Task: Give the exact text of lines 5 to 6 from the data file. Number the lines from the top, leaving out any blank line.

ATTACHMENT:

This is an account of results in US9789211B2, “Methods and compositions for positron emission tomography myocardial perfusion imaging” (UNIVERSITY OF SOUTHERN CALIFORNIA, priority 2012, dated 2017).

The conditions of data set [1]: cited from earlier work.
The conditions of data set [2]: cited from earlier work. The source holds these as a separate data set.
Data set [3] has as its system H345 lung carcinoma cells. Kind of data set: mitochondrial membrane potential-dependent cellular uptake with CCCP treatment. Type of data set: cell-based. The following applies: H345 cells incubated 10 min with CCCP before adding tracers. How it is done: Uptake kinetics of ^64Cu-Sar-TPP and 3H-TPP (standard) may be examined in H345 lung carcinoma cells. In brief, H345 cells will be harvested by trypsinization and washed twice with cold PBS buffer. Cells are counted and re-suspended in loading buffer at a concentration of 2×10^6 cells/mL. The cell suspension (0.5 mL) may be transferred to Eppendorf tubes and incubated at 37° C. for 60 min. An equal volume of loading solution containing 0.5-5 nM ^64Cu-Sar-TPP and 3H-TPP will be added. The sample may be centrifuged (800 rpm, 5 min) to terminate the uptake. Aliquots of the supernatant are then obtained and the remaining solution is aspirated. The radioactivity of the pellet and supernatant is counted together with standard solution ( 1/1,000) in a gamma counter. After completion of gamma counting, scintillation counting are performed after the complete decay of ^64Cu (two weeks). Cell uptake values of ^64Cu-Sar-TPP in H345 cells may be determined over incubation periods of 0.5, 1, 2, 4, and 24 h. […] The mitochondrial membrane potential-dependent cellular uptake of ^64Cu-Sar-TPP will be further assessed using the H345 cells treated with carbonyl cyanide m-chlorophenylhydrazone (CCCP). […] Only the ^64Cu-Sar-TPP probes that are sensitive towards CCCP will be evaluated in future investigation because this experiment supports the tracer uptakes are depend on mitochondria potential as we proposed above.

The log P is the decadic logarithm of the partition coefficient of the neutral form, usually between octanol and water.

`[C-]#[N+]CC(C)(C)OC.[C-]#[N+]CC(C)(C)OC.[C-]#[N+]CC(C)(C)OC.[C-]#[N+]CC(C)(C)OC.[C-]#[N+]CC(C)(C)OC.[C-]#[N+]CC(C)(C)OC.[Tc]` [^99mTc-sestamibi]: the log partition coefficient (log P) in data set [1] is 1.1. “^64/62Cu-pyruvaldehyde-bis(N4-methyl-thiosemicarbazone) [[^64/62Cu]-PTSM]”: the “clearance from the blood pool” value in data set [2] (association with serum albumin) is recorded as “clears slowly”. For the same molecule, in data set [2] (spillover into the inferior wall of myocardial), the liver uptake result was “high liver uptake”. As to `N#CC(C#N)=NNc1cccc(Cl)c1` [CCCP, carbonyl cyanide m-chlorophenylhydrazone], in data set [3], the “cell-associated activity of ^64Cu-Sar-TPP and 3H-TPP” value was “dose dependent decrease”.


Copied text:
The log P is the decadic logarithm of the partition coefficient of the neutral form, usually between octanol and water.

`[C-]#[N+]CC(C)(C)OC.[C-]#[N+]CC(C)(C)OC.[C-]#[N+]CC(C)(C)OC.[C-]#[N+]CC(C)(C)OC.[C-]#[N+]CC(C)(C)OC.[C-]#[N+]CC(C)(C)OC.[Tc]` [^99mTc-sestamibi]: the log partition coefficient (log P) in data set [1] is 1.1. “^64/62Cu-pyruvaldehyde-bis(N4-methyl-thiosemicarbazone) [[^64/62Cu]-PTSM]”: the “clearance from the blood pool” value in data set [2] (association with serum albumin) is recorded as “clears slowly”. For the same molecule, in data set [2] (spillover into the inferior wall of myocardial), the liver uptake result was “high liver uptake”. As to `N#CC(C#N)=NNc1cccc(Cl)c1` [CCCP, carbonyl cyanide m-chlorophenylhydrazone], in data set [3], the “cell-associated activity of ^64Cu-Sar-TPP and 3H-TPP” value was “dose dependent decrease”.